I went up to Cheshire and Justin’s house on Wednesday with the promise of holding Wilbur for an hour or two. Two weeks old and not spending too much time with eyes open. He had a doctor’s appointment earlier in the day and it tired him out. He nestled in my arms, moving his extremities the way a new baby does—random and without purpose. Amazing how dear such movements can be. And I cannot help but remember when his mother was that age and we brought her home to First Avenue in the East Village.
All is well at Wilbur’s house. Baby sleeping in adequate chunks of time; his bodily functions all working at full tilt. When else is farting charming? He has a good suck, fills his diaper regularly and cries in protest every time his little body is without clothes. Mama and Papa are content, and not as exhausted as I remember being.
We had Julia’s last IEP meeting yesterday. She will leave the school system in January when she turns 22. The participants included transition specialists from DDS and MRC, both agencies will loom large in Julia’s future. Her inclusion facilitator conducted the meeting. Two aides, the speech therapist, Julia’s out of school therapist were also there.
Julia presented a power point about where she is and where she wants to go. She has done this for a few years and this one was the best. She likes working at the library, she wants to work more, she wants to live with room mates, she wants to take care of her nephew who is not yet born. She has gotten better at cooking and she is interested in making money. I am leaving a few things out that I’ve forgotten. Each slide was pretty appropriately illustrated with anime pictures that she copied.
10:00 a.am. I get a email from Julia’s inclusion facilitator that Julia is upset that she left her wallet at home. I am more or less ready to do some errands, so I jump in the car and bring the wallet over to the program. I want Julia to have as good a day as she can. She has had some very good days this week . . . talk about that later.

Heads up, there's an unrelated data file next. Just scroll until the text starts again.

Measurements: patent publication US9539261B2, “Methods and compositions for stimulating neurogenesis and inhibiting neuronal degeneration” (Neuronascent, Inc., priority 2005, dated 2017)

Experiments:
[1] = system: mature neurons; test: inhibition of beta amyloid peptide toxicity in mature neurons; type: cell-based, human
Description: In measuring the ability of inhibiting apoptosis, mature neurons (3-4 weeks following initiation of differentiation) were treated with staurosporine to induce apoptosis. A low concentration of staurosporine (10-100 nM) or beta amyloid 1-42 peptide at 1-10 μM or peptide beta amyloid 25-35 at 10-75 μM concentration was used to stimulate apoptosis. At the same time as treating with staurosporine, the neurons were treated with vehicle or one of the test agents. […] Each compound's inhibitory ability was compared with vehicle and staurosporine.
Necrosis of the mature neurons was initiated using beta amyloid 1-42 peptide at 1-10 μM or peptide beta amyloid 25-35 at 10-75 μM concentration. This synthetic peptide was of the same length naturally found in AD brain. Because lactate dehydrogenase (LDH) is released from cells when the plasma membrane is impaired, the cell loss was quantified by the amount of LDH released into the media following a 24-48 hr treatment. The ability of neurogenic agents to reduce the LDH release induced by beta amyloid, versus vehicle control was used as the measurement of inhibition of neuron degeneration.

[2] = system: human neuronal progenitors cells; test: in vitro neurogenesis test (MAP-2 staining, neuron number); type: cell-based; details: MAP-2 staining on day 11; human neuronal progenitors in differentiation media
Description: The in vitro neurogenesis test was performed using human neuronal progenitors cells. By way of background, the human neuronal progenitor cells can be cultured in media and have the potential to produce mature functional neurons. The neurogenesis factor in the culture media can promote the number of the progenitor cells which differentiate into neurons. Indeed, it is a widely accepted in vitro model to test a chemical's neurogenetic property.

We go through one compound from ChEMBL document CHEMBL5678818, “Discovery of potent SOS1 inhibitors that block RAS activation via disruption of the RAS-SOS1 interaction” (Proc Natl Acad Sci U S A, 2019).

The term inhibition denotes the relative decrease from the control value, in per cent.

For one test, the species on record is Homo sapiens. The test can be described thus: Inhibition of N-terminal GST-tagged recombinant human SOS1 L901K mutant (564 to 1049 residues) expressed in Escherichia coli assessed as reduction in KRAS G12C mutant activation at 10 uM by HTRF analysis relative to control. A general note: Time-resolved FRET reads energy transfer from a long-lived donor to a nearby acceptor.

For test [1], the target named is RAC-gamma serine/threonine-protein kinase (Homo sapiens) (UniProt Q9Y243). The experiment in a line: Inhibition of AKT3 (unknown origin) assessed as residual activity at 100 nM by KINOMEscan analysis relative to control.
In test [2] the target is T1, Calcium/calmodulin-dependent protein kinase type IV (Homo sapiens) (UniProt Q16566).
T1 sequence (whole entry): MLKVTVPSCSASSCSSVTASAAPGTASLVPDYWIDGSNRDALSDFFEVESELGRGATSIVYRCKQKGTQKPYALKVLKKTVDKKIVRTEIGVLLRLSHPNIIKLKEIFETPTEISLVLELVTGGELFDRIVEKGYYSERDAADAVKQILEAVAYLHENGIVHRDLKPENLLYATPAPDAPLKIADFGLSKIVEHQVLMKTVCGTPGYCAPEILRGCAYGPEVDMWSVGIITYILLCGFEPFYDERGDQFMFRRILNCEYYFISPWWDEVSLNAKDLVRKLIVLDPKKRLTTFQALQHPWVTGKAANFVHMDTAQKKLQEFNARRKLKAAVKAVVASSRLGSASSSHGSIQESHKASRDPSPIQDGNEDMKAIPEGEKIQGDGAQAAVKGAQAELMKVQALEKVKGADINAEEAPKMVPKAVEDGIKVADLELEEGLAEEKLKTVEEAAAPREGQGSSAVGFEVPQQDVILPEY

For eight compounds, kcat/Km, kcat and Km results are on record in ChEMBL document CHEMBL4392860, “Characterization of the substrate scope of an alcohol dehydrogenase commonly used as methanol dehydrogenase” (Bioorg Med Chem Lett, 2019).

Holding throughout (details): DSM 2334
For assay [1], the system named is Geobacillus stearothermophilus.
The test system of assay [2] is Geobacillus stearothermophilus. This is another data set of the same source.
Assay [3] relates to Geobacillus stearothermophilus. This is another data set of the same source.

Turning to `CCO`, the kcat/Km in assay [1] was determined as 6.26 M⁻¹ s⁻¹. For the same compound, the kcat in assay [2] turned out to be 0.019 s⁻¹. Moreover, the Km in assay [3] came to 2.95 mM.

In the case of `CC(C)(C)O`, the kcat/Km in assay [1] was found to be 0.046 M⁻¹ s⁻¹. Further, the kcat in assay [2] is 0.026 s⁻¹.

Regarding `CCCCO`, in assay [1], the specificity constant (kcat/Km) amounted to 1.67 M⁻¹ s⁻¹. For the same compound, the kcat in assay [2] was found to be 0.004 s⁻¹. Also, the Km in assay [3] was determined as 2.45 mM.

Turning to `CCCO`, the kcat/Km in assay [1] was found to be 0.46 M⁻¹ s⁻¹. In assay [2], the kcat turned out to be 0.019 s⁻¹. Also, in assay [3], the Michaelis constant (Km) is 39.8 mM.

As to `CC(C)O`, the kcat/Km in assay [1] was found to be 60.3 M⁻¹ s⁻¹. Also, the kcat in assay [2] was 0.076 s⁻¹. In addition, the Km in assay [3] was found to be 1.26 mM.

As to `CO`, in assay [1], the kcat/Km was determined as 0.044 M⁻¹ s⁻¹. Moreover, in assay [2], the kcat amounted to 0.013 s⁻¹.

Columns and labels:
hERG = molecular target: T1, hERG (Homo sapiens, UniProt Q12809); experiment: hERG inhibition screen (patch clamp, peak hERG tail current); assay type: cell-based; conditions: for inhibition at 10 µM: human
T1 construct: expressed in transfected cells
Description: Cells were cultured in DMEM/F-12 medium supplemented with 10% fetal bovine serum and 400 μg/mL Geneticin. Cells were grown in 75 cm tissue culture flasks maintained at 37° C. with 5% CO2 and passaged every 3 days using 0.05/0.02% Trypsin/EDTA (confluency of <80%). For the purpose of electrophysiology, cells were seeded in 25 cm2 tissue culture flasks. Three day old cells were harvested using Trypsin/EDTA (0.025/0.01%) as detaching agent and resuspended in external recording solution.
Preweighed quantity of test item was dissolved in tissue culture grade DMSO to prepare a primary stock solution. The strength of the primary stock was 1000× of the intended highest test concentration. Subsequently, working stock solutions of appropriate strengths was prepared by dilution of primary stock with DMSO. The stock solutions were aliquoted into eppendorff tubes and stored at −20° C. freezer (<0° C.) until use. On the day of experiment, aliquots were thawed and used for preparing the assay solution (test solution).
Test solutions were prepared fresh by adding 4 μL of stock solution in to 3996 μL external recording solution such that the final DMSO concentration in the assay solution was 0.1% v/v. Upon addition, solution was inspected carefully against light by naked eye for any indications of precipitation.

I read a blog post (and I can’t find it now to link it) about a mom who has a child with autism who had reached middle or high school and was more independent than he had been a few years prior. The mother felt some room open up, some possibility of freedom for herself, and asked a trusted therapist if she thought that the mom could enter the regular work force again. She had cobbled together part-time work through the years but missed a full-time job and building a career. The therapist, who knew her kiddo, told the mom that if she “needed” to work, she should, but that kids with the best outcomes have full-time moms.
The bus didn’t come for Julia yesterday and I drove her to school. When I came back into the house, I breathed in the aromas of our morning—coffee, sweet tea, bananas and chocolate chip waffles with maple syrup. Could I delineate each flavor note? Probably not but smelling one, I imagined all the others. The aroma was that of our mornings. And there was such a peace in that. Our home takes on that aroma most mornings, I suppose. It is warm and welcoming. It is a good home smell, the scent of security, from which to leave to begin a day. Such a relief. It did not have to be like that. Even now. And I appreciate the work that I’ve done to make it so. It has been a long haul.